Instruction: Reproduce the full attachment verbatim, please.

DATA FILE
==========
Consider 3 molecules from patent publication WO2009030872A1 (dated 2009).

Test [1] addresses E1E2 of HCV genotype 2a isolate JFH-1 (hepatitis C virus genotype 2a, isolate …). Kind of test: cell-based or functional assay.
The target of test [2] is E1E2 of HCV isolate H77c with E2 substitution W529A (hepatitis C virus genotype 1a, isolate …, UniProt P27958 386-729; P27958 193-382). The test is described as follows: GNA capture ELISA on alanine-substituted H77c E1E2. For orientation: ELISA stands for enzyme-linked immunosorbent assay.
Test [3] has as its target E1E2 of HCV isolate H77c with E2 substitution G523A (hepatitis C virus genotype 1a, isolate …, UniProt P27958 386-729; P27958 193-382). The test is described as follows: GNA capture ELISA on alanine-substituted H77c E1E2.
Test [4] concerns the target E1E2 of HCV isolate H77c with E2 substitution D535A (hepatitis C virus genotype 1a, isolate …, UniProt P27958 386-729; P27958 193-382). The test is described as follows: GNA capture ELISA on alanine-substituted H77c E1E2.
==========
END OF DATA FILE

Consider 3 molecules from patent publication WO2009030872A1 (dated 2009).

Test [1] addresses E1E2 of HCV genotype 2a isolate JFH-1 (hepatitis C virus genotype 2a, isolate …). Kind of test: cell-based or functional assay.
The target of test [2] is E1E2 of HCV isolate H77c with E2 substitution W529A (hepatitis C virus genotype 1a, isolate …, UniProt P27958 386-729; P27958 193-382). The test is described as follows: GNA capture ELISA on alanine-substituted H77c E1E2. For orientation: ELISA stands for enzyme-linked immunosorbent assay.
Test [3] has as its target E1E2 of HCV isolate H77c with E2 substitution G523A (hepatitis C virus genotype 1a, isolate …, UniProt P27958 386-729; P27958 193-382). The test is described as follows: GNA capture ELISA on alanine-substituted H77c E1E2.
Test [4] concerns the target E1E2 of HCV isolate H77c with E2 substitution D535A (hepatitis C virus genotype 1a, isolate …, UniProt P27958 386-729; P27958 193-382). The test is described as follows: GNA capture ELISA on alanine-substituted H77c E1E2.